Never one to miss a chance to make money, he marched into Poland on the heels of the SS. He dived headfirst into the black-market and the underworld and soon made friends with the local Gestapo bigwigs, softening them up with women, money and illicit booze. His newfound connections helped him acquire a factory which he ran with the cheapest labor around: Jewish.
Voldemort coming back was always a lingering danger in the early Harry Potter books and movies, as fans waited eagerly to see the Dark Lord reborn and return to full power. It was definitely worth the wait when we were finally able to watch Voldemort return toward the end of Harry Potter and the Goblet of Fire, the fourth book—and movie—in the series.
Several SS personnel oversaw the killings at each gas chamber, while the bulk of the work was done by the mostly Jewish prisoners known as Sonderkommandos (special squads). Hungarian doctor Miklós Nyiszli reported that the Sonderkommando numbered around 860 prisoners when the Hungarian Jews were being killed in May–July 1944. Their responsibilities included removing goods and corpses from the incoming trains, guiding victims to the dressing rooms and gas chambers, and working in the "Canada" barracks, where the victims' possessions were stored. Housed separately from other prisoners, in somewhat better conditions, their quality of life was further improved by access to the goods taken from murdered prisoners, which they were sometimes able to steal and trade on Auschwitz's black market. Many Sonderkommandos committed suicide in response to the horrors of their work; others were generally shot by the SS in a matter of weeks. New Sonderkommando units were formed from incoming transports. Almost none of the 2,000 prisoners placed in these units survived to the camp's liberation.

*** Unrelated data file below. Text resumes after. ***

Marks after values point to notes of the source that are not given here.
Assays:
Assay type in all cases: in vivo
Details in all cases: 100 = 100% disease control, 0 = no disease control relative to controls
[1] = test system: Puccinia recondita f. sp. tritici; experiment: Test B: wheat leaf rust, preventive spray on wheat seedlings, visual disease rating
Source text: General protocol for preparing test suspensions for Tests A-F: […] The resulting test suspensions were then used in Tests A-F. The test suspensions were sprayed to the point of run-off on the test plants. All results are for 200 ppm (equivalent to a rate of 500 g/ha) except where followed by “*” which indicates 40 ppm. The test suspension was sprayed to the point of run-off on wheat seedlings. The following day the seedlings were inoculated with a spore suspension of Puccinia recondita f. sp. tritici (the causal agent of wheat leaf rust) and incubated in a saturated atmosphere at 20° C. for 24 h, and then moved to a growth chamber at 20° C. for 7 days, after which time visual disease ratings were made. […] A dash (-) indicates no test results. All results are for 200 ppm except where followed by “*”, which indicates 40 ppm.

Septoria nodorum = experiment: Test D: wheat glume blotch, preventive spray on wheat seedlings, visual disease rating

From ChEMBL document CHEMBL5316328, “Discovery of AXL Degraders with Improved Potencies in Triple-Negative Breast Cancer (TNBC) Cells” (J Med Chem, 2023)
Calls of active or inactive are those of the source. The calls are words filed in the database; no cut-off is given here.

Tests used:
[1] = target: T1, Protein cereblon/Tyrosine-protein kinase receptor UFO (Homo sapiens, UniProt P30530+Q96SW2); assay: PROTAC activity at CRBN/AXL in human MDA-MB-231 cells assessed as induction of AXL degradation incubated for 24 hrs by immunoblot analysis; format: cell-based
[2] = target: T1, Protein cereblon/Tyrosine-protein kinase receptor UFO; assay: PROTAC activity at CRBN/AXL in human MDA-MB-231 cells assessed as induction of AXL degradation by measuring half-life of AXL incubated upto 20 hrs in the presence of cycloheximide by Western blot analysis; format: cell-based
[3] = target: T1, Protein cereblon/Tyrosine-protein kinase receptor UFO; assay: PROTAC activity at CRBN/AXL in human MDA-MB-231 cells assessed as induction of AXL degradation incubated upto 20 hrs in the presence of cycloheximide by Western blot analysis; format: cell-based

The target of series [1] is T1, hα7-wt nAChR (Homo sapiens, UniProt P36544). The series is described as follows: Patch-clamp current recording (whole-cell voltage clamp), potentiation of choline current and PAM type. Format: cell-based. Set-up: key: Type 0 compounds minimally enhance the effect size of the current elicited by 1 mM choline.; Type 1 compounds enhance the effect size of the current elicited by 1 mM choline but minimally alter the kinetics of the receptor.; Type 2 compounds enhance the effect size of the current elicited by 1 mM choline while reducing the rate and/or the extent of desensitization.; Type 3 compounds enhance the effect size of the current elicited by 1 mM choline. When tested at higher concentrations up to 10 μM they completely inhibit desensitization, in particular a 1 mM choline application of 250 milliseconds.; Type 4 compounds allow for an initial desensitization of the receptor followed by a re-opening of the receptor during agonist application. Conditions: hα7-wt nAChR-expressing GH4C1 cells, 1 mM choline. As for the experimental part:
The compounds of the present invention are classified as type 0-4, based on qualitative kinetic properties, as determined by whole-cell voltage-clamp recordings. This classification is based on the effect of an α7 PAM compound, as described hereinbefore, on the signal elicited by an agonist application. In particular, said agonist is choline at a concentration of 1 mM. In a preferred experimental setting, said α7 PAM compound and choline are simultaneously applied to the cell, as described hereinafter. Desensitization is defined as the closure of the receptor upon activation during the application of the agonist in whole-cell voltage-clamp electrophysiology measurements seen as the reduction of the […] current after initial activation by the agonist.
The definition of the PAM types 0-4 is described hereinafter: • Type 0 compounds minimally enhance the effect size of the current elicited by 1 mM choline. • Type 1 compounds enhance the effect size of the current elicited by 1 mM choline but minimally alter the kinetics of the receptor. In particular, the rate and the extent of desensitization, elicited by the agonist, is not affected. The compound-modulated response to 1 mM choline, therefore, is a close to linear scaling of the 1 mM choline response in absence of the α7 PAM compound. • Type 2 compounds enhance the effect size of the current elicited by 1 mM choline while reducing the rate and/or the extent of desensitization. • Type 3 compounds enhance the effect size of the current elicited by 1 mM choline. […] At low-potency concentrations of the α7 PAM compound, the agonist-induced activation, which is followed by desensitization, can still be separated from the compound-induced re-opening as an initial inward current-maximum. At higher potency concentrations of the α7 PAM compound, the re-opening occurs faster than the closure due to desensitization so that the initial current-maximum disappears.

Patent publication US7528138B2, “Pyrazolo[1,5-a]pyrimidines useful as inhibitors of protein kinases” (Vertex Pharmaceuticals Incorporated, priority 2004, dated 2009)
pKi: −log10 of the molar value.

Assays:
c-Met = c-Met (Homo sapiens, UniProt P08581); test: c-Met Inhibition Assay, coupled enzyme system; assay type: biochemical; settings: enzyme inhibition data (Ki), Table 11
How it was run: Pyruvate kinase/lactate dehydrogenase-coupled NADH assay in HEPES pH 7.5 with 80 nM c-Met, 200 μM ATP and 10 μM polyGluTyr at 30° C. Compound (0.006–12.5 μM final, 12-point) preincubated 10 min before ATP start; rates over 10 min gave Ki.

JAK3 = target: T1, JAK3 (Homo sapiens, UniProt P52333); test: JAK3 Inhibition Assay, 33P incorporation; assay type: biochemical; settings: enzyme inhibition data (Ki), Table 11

March 11, 1946 - Former Auschwitz Kommandant Höss, posing as a farm worker, is arrested by the British. He testifies at Nuremberg, then is later tried in Warsaw, found guilty and hanged at Auschwitz, April 16, 1947, near Crematory I. "History will mark me as the greatest mass murderer of all time," Höss writes while in prison, along with his memoirs about Auschwitz.
The Reichswehr and Red Army collaborated in wargames and tests in Kazan and Lipetsk beginning in 1926. During this period, the Red Army was developing the theory of Deep operations, which would guide Red Army doctrine throughout World War II. Set within the Soviet Union, these two centers were used to field test aircraft and armored vehicles up to the battalion level, as well as housing aerial and armored warfare schools through which officers were rotated. This was done in the Soviet Union, in secret, to evade the Treaty of Versailles's occupational agent, the Inter-Allied Commission.
In addition to this camp, which has been fairly well-documented, the Nazis also briefly maintained a Gypsy (Roma and Sinti) camp. Although both prisoners and Nazis commented upon the musical skill and creativity of these inmates, little documentation exists of their musical production. This is also partially due to their isolation from other inmates, and their extremely harsh treatment by the SS, second only to what was meted out to the Jews in cruelty. Nonetheless, there are several references to an orchestra, as well as to less formal musical groups.
Płaszów concentration camp opened in March 1943 on the former site of two Jewish cemeteries on Jerozilimska Street, about 2.5 kilometres (1.6 mi) from the DEF factory. In charge of the camp was SS-Hauptsturmführer Amon Göth, a sadist who would shoot inmates of the camp at random. Inmates at Płaszów lived in constant fear for their lives. Emilie Schindler called Göth "the most despicable man I have ever met."